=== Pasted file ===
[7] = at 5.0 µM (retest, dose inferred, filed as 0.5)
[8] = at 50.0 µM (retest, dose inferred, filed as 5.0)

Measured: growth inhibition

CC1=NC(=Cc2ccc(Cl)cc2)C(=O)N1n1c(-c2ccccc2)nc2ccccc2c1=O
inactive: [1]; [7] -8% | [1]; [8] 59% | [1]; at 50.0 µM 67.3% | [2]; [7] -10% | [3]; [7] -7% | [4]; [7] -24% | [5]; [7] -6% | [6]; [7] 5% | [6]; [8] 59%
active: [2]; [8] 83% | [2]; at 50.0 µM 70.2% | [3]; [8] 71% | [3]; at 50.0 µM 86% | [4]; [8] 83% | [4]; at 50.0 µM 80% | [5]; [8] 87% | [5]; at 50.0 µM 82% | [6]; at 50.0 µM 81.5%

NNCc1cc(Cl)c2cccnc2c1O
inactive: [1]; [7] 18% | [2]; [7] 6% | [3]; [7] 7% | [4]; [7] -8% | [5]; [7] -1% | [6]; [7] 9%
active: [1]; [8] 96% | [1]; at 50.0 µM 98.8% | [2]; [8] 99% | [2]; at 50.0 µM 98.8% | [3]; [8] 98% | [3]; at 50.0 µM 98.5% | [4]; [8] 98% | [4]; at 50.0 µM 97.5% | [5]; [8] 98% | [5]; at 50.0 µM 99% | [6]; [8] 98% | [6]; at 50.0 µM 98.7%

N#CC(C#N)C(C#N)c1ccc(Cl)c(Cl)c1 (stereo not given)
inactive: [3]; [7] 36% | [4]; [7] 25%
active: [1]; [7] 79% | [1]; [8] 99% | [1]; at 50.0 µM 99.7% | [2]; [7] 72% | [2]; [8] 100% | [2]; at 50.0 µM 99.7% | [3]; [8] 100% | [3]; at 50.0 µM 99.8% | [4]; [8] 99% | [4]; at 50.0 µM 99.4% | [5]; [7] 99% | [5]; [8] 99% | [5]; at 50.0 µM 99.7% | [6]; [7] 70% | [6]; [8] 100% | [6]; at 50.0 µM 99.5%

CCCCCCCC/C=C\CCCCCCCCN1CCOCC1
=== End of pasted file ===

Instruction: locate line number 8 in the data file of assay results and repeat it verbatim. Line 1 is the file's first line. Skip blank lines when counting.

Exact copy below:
inactive: [1]; [7] 18% | [2]; [7] 6% | [3]; [7] 7% | [4]; [7] -8% | [5]; [7] -1% | [6]; [7] 9%